By now, we’ve all heard the traditional content industries complain about how technology hurts their business model. But, of course, the story does not end there. While the record labels, movie studios, and video game producers have not figured out a way to compete with free, others have. And this is good news for the rest of us, because it reduces the influence of the traditional gatekeepers who formerly operated an ironclad monopoly on what content we could experience and at what costs, and also because it allows developers and artists without major deals to widely distribute their work and to find new ways to get paid.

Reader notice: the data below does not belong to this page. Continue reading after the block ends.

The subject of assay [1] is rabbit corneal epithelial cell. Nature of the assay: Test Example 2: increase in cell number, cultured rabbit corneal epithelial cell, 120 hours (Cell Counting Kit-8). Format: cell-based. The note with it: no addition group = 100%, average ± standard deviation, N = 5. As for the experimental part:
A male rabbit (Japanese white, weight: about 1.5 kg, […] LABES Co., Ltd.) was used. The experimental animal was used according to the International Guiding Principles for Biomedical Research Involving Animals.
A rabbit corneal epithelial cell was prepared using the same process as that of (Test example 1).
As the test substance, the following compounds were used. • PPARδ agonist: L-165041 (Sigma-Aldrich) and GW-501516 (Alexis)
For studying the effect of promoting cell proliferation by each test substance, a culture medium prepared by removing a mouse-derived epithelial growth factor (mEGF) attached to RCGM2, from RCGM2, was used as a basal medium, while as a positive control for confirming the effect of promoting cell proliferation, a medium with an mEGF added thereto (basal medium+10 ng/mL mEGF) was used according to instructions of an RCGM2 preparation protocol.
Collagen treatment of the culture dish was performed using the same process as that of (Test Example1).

The problem, as the content industries would have you believe, is that it is “impossible to compete with free” (without resorting to law enforcement). But as the Humble Bundle has shown us, it is possible, with creators and distributors finding new and exciting ways to compete with free. It’s hard work, and it takes a distinct investment in time and effort compared to providing content the old-fashioned way, but – when done right – developers, content providers, and even those who provide the business model can successfully compete with free.